February 1, 2024

Lithocholic acid (LCA) is enriched in the microbiome of centenarians

The centenarian’s riddle explores the keys to longevity. 

Many scientists estimate longevity is based 20% on genetics, with 80% determined by your lifestyle choices and environment, but for some centenarians answer to the mystery might lie in the gut[1].

The rise in longevity during the past two or three centuries is arguably the greatest collective human achievement and has contributed to the increased prevalence of older individuals in the population. The group of individuals aged 80 and over is growing faster than other segments of the population, and within this group the number of centenarians has risen exponentially worldwide[2].

Fragmentary evidence suggests that early levels of human life expectancy were around 25 years. In 1900 the mean life span in the most advantaged countries had already risen to around 50 years. Recently, in 2021 an American tycoon launched Blueprint, a project with the aim of monitoring and reversing his biological age, more specifically, a protocol or a science experiment to explore the future of being human[3]. Although chronological age correlates with various age-related diseases and conditions, the question is are aging clocks malleable in humans?

Several authors believethat limits exist, based on demographic evidence[4].

Scientific data suggests that maintenance of cognitive capacity and good health at very old age may be associated with cellular mechanisms related to oxidative stress and DNA metabolism[5].

What is the role of bile acids in the gut microbiome?

Recent research on centenarians shows that they have a particular gut microbiome enriched in microorganisms capable of generating unique secondary bile acids: the lithocholic acid (LCA)[6]

Lithocholic acid (LCA) is a bile acid produced by intestinal flora used to assess cholestasis and it acts as a detergent to solubilize fats for absorption and is itself absorbed. The gut microbiota synthesizes hundreds of molecules, many of which influence host physiology[7].

Prof. Sato from the Department of Microbiology and Immunology of Tokyo, and his equip discovered the centenarian’s gut microbiome synthesizes hundreds of molecules, among the most abundant metabolites are the secondary bile acids deoxycholic acid (DCA) and lithocholic acid (LCA).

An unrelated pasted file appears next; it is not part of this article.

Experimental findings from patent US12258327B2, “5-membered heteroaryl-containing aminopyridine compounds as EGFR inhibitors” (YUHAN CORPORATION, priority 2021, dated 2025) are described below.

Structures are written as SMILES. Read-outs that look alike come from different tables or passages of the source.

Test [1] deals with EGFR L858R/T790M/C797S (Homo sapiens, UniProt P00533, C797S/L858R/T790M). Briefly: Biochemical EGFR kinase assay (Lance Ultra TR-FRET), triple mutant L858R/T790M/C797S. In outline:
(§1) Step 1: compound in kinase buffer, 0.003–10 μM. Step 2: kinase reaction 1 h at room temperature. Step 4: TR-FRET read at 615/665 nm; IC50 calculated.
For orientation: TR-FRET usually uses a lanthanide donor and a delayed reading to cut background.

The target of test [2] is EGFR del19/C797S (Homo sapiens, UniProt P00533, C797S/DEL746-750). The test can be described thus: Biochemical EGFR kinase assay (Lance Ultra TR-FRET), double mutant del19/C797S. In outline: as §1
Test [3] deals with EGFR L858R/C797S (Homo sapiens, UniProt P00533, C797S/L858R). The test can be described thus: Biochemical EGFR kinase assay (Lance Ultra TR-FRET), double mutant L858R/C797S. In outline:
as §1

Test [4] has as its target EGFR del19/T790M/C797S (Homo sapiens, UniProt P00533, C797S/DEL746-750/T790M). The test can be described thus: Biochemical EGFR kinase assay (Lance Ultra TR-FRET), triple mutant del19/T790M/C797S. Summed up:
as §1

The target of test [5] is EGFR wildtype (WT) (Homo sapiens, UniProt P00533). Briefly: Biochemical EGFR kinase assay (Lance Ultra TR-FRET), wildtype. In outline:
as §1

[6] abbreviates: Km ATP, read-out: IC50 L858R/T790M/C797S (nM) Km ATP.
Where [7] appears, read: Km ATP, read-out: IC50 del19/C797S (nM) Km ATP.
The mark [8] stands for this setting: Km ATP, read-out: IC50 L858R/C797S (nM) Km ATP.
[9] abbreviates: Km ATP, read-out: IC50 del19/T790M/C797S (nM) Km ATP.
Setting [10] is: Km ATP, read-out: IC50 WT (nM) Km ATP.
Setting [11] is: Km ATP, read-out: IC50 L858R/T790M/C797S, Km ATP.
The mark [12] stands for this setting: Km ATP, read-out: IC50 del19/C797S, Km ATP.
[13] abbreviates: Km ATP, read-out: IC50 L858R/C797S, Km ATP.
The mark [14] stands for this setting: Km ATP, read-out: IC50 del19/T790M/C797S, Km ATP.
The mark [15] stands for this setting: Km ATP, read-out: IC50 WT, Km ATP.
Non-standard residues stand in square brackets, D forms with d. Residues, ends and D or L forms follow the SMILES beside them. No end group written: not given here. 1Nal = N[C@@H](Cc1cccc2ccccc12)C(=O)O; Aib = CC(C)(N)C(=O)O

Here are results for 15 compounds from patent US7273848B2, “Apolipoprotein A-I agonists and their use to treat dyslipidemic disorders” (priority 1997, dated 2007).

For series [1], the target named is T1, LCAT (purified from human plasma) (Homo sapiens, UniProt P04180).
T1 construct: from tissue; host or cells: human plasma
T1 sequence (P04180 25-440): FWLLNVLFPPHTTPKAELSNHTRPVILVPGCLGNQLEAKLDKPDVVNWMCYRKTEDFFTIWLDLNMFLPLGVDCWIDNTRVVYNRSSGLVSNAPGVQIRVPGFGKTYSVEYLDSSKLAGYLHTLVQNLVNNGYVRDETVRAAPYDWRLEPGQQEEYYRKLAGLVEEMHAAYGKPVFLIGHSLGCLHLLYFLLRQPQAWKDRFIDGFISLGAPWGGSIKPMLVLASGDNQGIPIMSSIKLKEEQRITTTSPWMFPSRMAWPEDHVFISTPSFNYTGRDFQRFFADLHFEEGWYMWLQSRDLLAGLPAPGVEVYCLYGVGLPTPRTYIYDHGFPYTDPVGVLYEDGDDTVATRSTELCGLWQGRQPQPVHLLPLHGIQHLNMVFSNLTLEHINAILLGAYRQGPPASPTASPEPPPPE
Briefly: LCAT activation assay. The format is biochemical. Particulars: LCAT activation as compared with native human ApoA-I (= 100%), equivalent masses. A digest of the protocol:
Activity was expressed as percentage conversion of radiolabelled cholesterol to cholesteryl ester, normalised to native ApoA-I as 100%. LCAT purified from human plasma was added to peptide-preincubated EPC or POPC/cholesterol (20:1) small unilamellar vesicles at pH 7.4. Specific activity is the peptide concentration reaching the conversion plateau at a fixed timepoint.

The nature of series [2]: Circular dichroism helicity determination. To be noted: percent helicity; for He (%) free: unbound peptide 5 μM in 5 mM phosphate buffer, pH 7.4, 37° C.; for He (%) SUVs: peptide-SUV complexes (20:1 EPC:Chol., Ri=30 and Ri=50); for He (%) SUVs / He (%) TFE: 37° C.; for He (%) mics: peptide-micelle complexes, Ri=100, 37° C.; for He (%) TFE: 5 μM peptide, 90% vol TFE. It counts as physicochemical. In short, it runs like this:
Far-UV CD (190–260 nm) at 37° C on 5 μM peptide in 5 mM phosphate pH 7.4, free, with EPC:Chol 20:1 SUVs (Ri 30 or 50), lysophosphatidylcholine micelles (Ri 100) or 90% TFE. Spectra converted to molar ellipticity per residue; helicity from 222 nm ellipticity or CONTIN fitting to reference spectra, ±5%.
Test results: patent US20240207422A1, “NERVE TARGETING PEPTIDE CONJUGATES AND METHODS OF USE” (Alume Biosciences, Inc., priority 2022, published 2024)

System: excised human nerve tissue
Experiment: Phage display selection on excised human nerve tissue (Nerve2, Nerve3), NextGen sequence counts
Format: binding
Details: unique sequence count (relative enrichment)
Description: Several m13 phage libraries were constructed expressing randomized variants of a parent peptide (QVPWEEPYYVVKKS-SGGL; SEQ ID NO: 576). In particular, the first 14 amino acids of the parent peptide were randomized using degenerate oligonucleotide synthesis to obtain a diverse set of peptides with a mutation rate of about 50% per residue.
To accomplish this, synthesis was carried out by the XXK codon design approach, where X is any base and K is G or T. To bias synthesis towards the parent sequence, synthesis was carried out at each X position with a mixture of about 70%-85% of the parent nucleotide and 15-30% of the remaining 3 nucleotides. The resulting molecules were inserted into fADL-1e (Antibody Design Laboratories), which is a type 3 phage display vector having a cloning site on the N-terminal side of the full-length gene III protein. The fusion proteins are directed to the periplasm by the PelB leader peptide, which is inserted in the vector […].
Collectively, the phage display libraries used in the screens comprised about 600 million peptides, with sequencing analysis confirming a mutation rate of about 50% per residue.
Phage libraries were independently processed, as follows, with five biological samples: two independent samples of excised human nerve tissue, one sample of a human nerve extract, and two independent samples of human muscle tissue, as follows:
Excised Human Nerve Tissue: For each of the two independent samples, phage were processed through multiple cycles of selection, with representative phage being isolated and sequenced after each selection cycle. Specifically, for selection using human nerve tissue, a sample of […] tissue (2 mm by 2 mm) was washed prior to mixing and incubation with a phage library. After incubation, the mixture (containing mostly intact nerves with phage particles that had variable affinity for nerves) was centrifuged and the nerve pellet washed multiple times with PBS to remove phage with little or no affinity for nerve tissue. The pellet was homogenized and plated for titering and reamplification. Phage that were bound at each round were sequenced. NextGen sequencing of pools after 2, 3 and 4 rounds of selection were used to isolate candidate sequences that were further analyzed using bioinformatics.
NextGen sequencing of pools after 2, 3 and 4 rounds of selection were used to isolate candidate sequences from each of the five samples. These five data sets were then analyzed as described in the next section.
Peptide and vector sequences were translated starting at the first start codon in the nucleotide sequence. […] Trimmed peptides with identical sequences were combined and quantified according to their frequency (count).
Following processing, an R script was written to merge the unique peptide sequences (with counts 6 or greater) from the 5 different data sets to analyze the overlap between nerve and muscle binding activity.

What we know about LCA activity is:

  • it inhibits Clostridium difficile growth,
  • it can modulate the gut-liver axis, including the regulation of gut microbiota, intestinal barrier.

Sato et al. discover centenarians’ gut microbiome contains certain taxa, including the bile acid metabolizer Clostridium scindens. This one is a member of the gut microbiota and can dehydroxylating bile acids.

Bile acids, gut microbiota, and the host have close and complex interactions, which play a central role in modulating host immune and metabolic homeostasis.

More broadly, LCA acid and its derivatives are a major component of the recirculating pool of bile acids.

Bile Acid functions in gut microbiome interactions and longevity

Primary BAs play critical roles in:

  • cholesterol metabolism,
  • lipid digestion,
  • host-microbe interaction.

Gut dysbiosis alters the production of secondary BAs, and leads to colonic inflammation, balancing nutrient intake with high fiber and low saturated fat intake is critical for maintaining a healthy gut microbiome.

These findings suggest that lithocholic acid greatly extends yeast longevity, it is involved in reducing the risk of infection and inflammation, for example, it has shown to accumulate in the serum of long living human and play a role in improving liver and pancreatic function[8].

Longevity appears to be achieved by genetics, environment, and lifestyle. Maintaining gut microbiota homeostasis, appear to be one of the secrets to “don’t die”.

[1] Rimal B, Patterson AD. Role of bile acids and gut bacteria in healthy ageing of centenarians. Nature. 2021 Nov;599(7885):380-381.

[2] Teixeira L, Araújo L, Jopp D, Ribeiro O. Centenarians in Europe. Maturitas. 2017 Oct;104:90-95.

[3] https://blueprint.bryanjohnson.co

[4] Between Zeus and the Salmon: The Biodemography of Longevity. National Research Council (US) Committee on Population; Wachter KW, Finch CE, editors. Washington (DC): National Academies Press (US); 1997.

[5] Sanchez-Roman I, Ferrando B, Holst CM, Mengel-From J, Rasmussen SH, Thinggaard M, Bohr VA, Christensen K, Stevnsner T. Molecular markers of DNA repair and brain metabolism correlate with cognition in centenarians. Geroscience. 2022 Feb;44(1):103-125.

[6] Sato Y, Atarashi K, Plichta DR, Arai Y, Sasajima S, Kearney SM, Suda W, Takeshita K, Sasaki T, Okamoto S, Skelly AN, Okamura Y, Vlamakis H, Li Y, Tanoue T, Takei H, Nittono H, Narushima S, Irie J, Itoh H, Moriya K, Sugiura Y, Suematsu M, Moritoki N, Shibata S, Littman DR, Fischbach MA, Uwamino Y, Inoue T, Honda A, Hattori M, Murai T, Xavier RJ, Hirose N, Honda K. Novel bile acid biosynthetic pathways are enriched in the microbiome of centenarians. Nature. 2021 Nov;599(7885):458-464.

[7] Funabashi M, Grove TL, Wang M, Varma Y, McFadden ME, Brown LC, Guo C, Higginbottom S, Almo SC, Fischbach MA. A metabolic pathway for bile acid dehydroxylation by the gut microbiome. Nature. 2020 Jun;582(7813):566-570.

[8] Zeng H, Umar S, Rust B, Lazarova D, Bordonaro M. Secondary Bile Acids and Short Chain Fatty Acids in the Colon: A Focus on Colonic Microbiome, Cell Proliferation, Inflammation, and Cancer. Int J Mol Sci. 2019 Mar 11;20(5):1214.